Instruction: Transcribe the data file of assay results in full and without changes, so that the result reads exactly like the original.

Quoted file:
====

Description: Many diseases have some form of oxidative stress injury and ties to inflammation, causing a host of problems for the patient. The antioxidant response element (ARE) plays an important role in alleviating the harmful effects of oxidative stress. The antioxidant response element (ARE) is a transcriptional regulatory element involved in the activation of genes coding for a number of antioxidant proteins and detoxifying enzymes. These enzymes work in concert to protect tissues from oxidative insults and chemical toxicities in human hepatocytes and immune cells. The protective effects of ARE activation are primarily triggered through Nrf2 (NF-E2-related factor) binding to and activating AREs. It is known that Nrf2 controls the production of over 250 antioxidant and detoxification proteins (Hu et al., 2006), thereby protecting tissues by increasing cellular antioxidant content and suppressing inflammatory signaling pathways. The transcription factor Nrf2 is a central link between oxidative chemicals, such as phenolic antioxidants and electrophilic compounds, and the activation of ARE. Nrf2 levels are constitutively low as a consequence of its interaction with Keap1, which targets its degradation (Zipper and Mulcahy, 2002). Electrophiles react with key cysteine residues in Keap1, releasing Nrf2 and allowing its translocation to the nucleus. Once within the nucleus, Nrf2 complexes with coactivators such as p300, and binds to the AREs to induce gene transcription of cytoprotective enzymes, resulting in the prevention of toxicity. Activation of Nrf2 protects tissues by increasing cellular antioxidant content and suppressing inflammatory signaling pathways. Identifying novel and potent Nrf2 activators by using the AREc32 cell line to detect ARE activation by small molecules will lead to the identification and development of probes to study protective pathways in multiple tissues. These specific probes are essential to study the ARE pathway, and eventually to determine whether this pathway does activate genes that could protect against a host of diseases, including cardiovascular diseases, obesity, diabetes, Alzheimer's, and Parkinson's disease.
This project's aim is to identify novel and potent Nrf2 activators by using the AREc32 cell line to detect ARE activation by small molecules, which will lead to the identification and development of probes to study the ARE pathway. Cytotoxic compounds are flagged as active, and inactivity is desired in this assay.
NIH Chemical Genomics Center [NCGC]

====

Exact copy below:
Description: Many diseases have some form of oxidative stress injury and ties to inflammation, causing a host of problems for the patient. The antioxidant response element (ARE) plays an important role in alleviating the harmful effects of oxidative stress. The antioxidant response element (ARE) is a transcriptional regulatory element involved in the activation of genes coding for a number of antioxidant proteins and detoxifying enzymes. These enzymes work in concert to protect tissues from oxidative insults and chemical toxicities in human hepatocytes and immune cells. The protective effects of ARE activation are primarily triggered through Nrf2 (NF-E2-related factor) binding to and activating AREs. It is known that Nrf2 controls the production of over 250 antioxidant and detoxification proteins (Hu et al., 2006), thereby protecting tissues by increasing cellular antioxidant content and suppressing inflammatory signaling pathways. The transcription factor Nrf2 is a central link between oxidative chemicals, such as phenolic antioxidants and electrophilic compounds, and the activation of ARE. Nrf2 levels are constitutively low as a consequence of its interaction with Keap1, which targets its degradation (Zipper and Mulcahy, 2002). Electrophiles react with key cysteine residues in Keap1, releasing Nrf2 and allowing its translocation to the nucleus. Once within the nucleus, Nrf2 complexes with coactivators such as p300, and binds to the AREs to induce gene transcription of cytoprotective enzymes, resulting in the prevention of toxicity. Activation of Nrf2 protects tissues by increasing cellular antioxidant content and suppressing inflammatory signaling pathways. Identifying novel and potent Nrf2 activators by using the AREc32 cell line to detect ARE activation by small molecules will lead to the identification and development of probes to study protective pathways in multiple tissues. These specific probes are essential to study the ARE pathway, and eventually to determine whether this pathway does activate genes that could protect against a host of diseases, including cardiovascular diseases, obesity, diabetes, Alzheimer's, and Parkinson's disease.
This project's aim is to identify novel and potent Nrf2 activators by using the AREc32 cell line to detect ARE activation by small molecules, which will lead to the identification and development of probes to study the ARE pathway. Cytotoxic compounds are flagged as active, and inactivity is desired in this assay.
NIH Chemical Genomics Center [NCGC]